Allen, R.G., Tasumi, M., Trezza, R., 2007. Satellite-based energy balance for mapping evapotranspiration with internalized calibration (METRIC) – Model. ASCE J. Irrigation and Drainage Engineering 133, 380-394.

Bastiaanssen, W.G.M., M. Menenti, R.A. Feddes, and A. A. M. Holtslag, 1998. The surface energy balance algorithm for land (SEBAL): Part 1 formulation. Journal of Hydrology 212–213: 198–212.

Dinerstein, E., Olson, D., Joshi, A., Vynne, C., Burgess, N. D., Wikramanayake, E., … & Saleem, M. (2017). An ecoregion-based approach to protecting half the terrestrial realm. BioScience, 67(6), 534-545.

Ji, L., Senay, G., Velpuri, N., & Kagone, S. (2019).  Evaluating the Temperature Difference Parameter in the SSEBop Model with Satellite-Observed Land Surface Temperature Data. Remote Sensing 11 (16): 1947.

Kagone, S., and Senay, G.B., 2022, Global gray-sky dT: the inverse of the surface psychrometric constant parameter in the SSEBop evapotranspiration model: U.S. Geological Survey data release,

Hobbins, M., Dewes, C., and Jansma, T., 2022, Global reference evapotranspiration for food-security monitoring: U.S. Geological Survey data release,

Senay, G. B. (2018). Satellite psychrometric formulation of the Operational Simplified Surface Energy Balance (SSEBop) model for quantifying and mapping evapotranspiration. Applied engineering in agriculture, 34 (3), 555-566.

Senay, G. B., Budde, M. E., & Verdin, J. P. (2011). Enhancing the Simplified Surface Energy Balance (SSEB) approach for estimating landscape ET: Validation with the METRIC model. Agricultural Water Management, 98(4), 606-618.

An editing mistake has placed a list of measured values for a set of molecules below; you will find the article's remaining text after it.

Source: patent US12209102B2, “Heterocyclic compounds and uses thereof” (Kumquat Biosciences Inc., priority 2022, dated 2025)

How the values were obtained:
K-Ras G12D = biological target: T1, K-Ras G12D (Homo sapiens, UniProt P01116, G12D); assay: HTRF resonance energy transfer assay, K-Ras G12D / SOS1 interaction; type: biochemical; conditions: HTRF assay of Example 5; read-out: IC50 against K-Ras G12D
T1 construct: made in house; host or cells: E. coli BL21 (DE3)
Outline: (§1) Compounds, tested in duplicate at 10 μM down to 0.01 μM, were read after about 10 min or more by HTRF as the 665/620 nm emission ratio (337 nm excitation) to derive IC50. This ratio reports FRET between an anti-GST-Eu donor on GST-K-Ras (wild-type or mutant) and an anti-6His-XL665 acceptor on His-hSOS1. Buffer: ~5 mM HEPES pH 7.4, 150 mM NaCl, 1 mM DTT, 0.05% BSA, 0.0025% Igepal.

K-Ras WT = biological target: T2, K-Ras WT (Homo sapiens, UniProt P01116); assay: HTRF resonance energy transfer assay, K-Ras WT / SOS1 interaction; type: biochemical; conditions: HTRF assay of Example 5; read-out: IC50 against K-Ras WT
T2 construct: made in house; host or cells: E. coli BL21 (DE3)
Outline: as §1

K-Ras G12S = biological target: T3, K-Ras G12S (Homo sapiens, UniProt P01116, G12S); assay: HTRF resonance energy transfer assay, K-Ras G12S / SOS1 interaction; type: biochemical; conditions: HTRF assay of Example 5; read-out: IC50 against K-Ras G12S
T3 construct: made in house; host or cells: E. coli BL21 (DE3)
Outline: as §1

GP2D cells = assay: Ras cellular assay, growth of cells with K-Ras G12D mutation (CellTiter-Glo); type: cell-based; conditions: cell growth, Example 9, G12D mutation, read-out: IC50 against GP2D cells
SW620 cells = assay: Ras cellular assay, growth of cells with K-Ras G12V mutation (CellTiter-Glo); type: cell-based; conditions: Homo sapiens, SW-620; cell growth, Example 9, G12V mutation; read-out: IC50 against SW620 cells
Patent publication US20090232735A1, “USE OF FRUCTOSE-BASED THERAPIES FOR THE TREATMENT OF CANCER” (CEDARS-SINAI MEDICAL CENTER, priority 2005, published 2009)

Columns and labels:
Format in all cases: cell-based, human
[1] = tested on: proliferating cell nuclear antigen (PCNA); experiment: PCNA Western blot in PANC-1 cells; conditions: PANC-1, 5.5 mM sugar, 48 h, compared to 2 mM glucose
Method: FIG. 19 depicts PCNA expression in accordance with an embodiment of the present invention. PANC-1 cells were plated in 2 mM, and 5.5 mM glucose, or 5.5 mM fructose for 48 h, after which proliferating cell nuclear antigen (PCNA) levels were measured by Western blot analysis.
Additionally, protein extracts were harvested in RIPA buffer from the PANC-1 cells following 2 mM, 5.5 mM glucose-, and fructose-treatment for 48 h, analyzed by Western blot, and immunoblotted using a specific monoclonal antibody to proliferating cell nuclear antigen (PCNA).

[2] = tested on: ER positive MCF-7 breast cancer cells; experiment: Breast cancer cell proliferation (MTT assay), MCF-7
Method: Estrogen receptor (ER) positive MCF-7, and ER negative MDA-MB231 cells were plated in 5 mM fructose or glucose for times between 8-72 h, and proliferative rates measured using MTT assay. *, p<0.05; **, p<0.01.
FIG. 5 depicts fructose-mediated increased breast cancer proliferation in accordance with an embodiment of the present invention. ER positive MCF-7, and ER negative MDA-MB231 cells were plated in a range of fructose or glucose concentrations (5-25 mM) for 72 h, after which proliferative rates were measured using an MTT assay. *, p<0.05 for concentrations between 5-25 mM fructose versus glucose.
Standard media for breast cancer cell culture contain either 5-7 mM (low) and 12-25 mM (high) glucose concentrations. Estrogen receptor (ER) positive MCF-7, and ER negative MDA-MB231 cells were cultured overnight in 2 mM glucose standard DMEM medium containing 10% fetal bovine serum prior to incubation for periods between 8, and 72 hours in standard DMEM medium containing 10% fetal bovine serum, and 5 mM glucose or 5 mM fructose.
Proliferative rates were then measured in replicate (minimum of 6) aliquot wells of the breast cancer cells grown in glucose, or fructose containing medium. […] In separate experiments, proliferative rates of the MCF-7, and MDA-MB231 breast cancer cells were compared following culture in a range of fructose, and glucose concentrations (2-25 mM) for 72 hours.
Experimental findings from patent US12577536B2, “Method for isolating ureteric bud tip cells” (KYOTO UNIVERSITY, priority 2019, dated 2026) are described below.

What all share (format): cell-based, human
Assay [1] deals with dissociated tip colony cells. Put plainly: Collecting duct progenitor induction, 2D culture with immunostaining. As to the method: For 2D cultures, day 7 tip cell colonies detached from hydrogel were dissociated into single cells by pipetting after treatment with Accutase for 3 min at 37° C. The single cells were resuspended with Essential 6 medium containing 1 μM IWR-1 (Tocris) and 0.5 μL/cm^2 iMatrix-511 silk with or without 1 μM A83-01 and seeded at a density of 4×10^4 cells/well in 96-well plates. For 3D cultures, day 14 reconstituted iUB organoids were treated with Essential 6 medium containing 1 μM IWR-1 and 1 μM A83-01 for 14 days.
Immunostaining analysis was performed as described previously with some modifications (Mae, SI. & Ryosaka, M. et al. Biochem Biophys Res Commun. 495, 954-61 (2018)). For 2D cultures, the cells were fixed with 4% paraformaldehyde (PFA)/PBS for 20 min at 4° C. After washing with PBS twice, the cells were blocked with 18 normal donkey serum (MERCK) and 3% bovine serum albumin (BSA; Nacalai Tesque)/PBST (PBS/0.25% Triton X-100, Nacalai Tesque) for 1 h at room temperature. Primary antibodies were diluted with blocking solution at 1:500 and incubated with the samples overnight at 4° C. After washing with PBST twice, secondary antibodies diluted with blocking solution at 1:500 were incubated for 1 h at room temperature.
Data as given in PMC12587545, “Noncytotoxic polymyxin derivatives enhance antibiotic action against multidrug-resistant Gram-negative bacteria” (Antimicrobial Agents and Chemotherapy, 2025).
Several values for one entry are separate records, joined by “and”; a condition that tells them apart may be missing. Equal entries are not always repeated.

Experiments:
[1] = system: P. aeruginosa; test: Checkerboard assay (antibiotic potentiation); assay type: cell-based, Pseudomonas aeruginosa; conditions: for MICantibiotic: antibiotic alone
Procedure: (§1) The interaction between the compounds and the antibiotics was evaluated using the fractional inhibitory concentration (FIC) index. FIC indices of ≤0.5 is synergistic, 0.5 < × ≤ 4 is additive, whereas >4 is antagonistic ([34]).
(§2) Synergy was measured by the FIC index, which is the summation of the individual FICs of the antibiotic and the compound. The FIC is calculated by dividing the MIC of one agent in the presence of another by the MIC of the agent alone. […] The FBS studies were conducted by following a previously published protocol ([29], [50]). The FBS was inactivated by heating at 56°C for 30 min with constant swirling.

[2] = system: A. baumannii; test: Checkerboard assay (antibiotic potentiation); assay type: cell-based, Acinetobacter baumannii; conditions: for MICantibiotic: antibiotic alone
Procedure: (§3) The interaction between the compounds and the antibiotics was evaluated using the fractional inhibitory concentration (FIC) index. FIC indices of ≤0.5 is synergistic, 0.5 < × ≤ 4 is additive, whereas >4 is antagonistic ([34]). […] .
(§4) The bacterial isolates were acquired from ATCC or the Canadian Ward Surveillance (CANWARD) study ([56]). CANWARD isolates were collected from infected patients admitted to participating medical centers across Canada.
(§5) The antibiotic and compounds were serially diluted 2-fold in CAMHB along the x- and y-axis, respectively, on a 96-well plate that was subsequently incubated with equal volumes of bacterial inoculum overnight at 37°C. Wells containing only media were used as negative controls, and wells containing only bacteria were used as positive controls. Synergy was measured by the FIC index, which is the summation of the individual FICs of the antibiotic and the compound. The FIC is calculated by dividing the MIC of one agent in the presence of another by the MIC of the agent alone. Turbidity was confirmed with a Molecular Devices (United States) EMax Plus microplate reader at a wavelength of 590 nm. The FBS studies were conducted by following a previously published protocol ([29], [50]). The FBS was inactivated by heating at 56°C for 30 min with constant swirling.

Senay, G. B., Budde, M., Verdin, J. P., & Melesse, A. M. (2007). A coupled remote sensing and simplified surface energy balance approach to estimate actual evapotranspiration from irrigated fields. Sensors, 7(6), 979-1000.

Senay, G., Bohms, S., Singh R., Gowda, P., Velpuri, N., Alemu H., & Verdin, J. (2013). Operational Evapotranspiration Mapping Using Remote Sensing and Weather Datasets: A New Parameterization for the SSEB Approach. Journal of the American Water Resources Association 49 (3): 577-591.

Senay, G., Friedrichs, M., Singh, R., & Velpuri, N. (2016).  Evaluating Landsat 8 evapotranspiration for water use mapping in the Colorado River Basin.  Remote Sensing of Environment 185: 171-185.

Senay, G., Schauer, M., Friedrichs, M., Velpuri, N., Singh, R. (2017).  Satellite-based water use dynamics using historical Landsat data (1984–2014) in the southwestern United States.  Remote Sensing of Environment 202: 98-112.

Senay, G. B., Friedrichs, M., Morton, C., Parrish, G. E., Schauer, M., Khand, K., ... & Huntington, J. (2022a). Mapping actual evapotranspiration using Landsat for the conterminous United States: Google Earth Engine implementation and assessment of the SSEBop model. Remote Sensing of Environment275, 113011.

Senay, G.B., G. Parrish, M. Schauer, M. Friedrichs, K. Khand, O. Boiko, S. Kagone, and Lei Ji. (2022b). Improving the Operational Simplified Surface Energy Balance evapotranspiration model using the Forcing and Normalizing Operation. Remote Sensing. Under Preparation.

Schauer, M.P., Senay, G.B., and Kagone, S., (2022), High Resolution Daily Global Alfalfa-Reference Potential Evapotranspiration Climatology: U.S. Geological Survey data release,

Singh, R., Senay, G., Velpuri, N., Bohms, S., Scott, R., & Verdin, J. (2014). Actual Evapotranspiration (Water Use) Assessment of the Colorado River Basin at the Landsat Resolution Using the Operational Simplified Surface Energy Balance Model.  Remote Sensing 6 (1): 233-256.

Thornton, M.M., R. Shrestha, Y. Wei, P.E. Thornton, S. Kao, and B.E. Wilson. 2020. Daymet: Daily Surface Weather Data on a 1-km Grid for North America, Version 4. ORNL DAAC, Oak Ridge, Tennessee, USA.

Zomer, R.J., Xu, J., Trabucco, A. 2022 Global Aridity Index and Potential Evapotranspiration (ET0) Database: Version 3. Scientific Data (In revision).